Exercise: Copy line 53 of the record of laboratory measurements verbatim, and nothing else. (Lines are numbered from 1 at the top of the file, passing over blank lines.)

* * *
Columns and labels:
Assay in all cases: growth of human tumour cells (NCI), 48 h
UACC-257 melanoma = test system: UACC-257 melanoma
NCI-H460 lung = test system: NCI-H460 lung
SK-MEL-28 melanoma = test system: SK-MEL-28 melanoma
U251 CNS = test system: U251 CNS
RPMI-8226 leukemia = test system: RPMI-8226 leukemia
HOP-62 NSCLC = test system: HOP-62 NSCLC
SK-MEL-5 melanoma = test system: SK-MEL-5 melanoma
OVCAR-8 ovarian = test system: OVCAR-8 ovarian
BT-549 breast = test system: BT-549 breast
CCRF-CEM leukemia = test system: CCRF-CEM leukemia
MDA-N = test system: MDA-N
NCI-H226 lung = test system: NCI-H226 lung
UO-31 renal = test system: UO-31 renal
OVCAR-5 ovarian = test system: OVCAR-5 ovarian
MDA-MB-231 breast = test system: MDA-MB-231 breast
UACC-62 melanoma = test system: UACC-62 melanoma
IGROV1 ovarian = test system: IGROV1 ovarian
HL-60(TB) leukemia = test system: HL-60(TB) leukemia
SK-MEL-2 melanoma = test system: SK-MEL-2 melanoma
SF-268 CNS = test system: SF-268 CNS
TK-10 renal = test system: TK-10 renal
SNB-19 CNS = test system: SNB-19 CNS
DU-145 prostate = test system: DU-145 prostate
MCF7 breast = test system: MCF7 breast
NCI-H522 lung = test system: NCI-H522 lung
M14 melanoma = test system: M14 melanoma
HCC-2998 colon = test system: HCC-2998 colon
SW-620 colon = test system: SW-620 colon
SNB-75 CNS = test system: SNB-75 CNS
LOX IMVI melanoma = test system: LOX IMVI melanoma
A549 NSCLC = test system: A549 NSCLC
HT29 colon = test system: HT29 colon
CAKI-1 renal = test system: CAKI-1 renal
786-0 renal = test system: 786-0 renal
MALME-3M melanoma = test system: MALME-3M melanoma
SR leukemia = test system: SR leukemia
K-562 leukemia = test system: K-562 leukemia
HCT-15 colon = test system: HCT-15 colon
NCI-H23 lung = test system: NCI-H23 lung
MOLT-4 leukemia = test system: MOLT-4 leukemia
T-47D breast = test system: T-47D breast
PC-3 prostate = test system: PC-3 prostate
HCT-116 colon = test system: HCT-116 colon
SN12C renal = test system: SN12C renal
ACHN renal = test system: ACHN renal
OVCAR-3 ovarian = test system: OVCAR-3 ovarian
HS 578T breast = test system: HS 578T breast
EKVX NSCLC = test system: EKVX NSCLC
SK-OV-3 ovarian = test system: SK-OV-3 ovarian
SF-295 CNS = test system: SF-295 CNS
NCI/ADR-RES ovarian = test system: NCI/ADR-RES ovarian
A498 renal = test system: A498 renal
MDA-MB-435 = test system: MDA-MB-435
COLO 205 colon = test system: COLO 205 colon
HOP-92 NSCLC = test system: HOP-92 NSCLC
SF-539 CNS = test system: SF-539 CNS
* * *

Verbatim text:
NCI/ADR-RES ovarian = test system: NCI/ADR-RES ovarian